One year later after beating the Falcons, the Patriots were back in the Super Bowl, but they didn't get to make the call on the coin toss this time. Instead, that honor went to the Eagles, who called "tails." The coin came up heads, which made the Patriots the winner, and as we all know by now, the winner is destined to lose the game. 

Super Bowl LIII: Patriots 13-3 over Rams
Coin toss winner: Rams

For the third time in five years, the Patriots got to make the call on the coin flip and for the third time in five years, they made the wrong call and as we all know by now, being wrong is the new right when it comes to the coin flip. I'm guessing Belichick had definitely cracked the code of the coin toss curse at this point and had his captains get the call wrong on purpose. That's the only way you can lose three straight coin tosses when you have the call. 

Super Bowl LIV: Chiefs 31-20 over 49ers
Coin toss winner: 49ers

The 49ers called "tails" in this game and unfortunately for them, they won the toss because the coin came up tails. In this Super Bowl, the 49ers were actually leading by 10 points in the fourth quarter (20-10), but thanks to the coin toss curse, we all knew there was no way they were going to hold onto that lead. 

Super Bowl LV: Buccaneers 31-9 over Chiefs
Coin toss winner: Chiefs

The Chiefs called "heads" and then they had their heads taken off by the Buccaneers defense to make the coin toss curse seven for its last seven.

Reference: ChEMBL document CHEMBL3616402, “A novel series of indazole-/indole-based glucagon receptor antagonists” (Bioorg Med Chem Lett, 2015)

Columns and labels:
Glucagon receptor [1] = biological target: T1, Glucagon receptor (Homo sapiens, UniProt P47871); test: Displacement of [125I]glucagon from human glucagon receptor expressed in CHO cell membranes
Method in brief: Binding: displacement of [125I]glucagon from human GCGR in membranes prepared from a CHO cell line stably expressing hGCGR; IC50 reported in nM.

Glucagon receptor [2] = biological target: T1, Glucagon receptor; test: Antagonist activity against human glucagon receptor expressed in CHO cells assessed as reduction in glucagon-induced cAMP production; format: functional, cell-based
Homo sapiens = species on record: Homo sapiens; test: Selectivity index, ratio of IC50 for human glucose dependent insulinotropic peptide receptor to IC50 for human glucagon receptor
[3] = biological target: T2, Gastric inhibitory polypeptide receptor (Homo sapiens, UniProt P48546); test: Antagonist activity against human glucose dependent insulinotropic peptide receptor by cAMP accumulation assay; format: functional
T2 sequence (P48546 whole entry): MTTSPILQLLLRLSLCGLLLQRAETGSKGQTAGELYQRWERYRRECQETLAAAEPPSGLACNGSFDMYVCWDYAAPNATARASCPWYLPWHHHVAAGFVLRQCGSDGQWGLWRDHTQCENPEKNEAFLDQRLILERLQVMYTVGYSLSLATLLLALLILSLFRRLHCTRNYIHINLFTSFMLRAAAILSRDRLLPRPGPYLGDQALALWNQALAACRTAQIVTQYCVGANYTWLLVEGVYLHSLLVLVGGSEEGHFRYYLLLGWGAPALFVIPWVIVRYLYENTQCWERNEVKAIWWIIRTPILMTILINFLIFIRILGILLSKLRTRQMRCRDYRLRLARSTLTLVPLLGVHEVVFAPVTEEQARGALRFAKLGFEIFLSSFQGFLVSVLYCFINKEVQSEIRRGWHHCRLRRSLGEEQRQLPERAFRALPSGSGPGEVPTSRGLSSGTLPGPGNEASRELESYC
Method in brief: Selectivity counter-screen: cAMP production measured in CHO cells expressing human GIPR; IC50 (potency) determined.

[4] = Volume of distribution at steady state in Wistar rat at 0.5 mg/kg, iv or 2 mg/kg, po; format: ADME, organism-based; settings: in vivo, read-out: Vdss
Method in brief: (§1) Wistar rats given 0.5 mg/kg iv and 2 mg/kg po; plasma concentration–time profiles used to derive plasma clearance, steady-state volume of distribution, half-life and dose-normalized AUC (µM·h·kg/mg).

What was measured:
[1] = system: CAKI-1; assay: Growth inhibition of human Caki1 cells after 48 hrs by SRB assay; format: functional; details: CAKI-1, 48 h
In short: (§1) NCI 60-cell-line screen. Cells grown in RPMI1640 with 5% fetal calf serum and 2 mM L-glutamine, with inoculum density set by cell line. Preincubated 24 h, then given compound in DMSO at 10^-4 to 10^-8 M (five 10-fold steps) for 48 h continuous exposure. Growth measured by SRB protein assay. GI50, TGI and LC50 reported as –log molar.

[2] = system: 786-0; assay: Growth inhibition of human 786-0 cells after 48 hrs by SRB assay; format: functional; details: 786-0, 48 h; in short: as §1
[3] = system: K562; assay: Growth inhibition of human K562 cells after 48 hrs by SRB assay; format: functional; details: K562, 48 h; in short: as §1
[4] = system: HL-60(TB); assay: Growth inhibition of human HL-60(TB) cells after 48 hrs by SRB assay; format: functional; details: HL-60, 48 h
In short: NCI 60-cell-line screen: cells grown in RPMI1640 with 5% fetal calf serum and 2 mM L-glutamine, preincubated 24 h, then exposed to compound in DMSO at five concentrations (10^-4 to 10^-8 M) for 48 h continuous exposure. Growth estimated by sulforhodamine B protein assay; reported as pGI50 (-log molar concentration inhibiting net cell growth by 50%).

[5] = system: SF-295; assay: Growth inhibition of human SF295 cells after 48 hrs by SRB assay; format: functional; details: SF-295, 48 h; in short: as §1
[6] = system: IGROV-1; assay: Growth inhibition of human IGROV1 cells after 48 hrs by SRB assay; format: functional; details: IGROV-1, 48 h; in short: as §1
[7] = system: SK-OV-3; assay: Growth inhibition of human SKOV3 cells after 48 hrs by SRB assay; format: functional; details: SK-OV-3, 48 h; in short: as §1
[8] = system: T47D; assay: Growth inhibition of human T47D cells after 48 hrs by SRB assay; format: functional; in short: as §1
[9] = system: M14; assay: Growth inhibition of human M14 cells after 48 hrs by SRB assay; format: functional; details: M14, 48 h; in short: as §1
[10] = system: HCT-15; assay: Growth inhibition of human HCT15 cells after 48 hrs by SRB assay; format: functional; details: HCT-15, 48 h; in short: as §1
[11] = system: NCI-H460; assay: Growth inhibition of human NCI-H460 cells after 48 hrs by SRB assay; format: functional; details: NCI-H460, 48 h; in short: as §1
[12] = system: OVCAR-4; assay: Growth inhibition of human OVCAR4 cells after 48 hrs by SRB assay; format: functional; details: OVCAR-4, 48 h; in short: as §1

Super Bowl LVI: Rams 23-20 over Bengals
Coin toss winner: Bengals

In this game, the coin toss was called by Matthew Stafford, who went with tails, because tails never fails, but in this case, tails did fail, because the coin toss came up heads, which was actually a good thing for the Rams. The Bengals won the coin toss and at this point, I think we all know how this story ends. 

Super Bowl LVII: Chiefs vs. Eagles

If the Chiefs are wondering what to call, tails has come up 29 times in the first 56 Super Bowls, which means heads has come up 27 times. Based on the law of averages, that means heads should come up next, which means the Chiefs should pick tails, but tails never fails, except last year, but it's unlikely to fail again, so maybe they should go with heads. And yes, I'm just as confused as you are right now. Let me just say that I'm glad I don't have to make the coin toss call, because that seems like a lot of pressure. 

The bottom line here is that if you want to know who's going to win the Super Bowl this year, you only really need to watch the coin toss, because after that's over, we'll know who the coin toss curse is coming for next. 

One thing to keep in mind here is that every coin toss winner over the past eight years has had two things in common: Not only have they won the coin toss, but they've also deferred. Maybe the key to ending the coin toss jinx is for the winner to simply take the ball to open the game instead of deferring. The team that wins the coin toss might want to try that this year, otherwise, they will be doomed just like the other eight teams that came before them.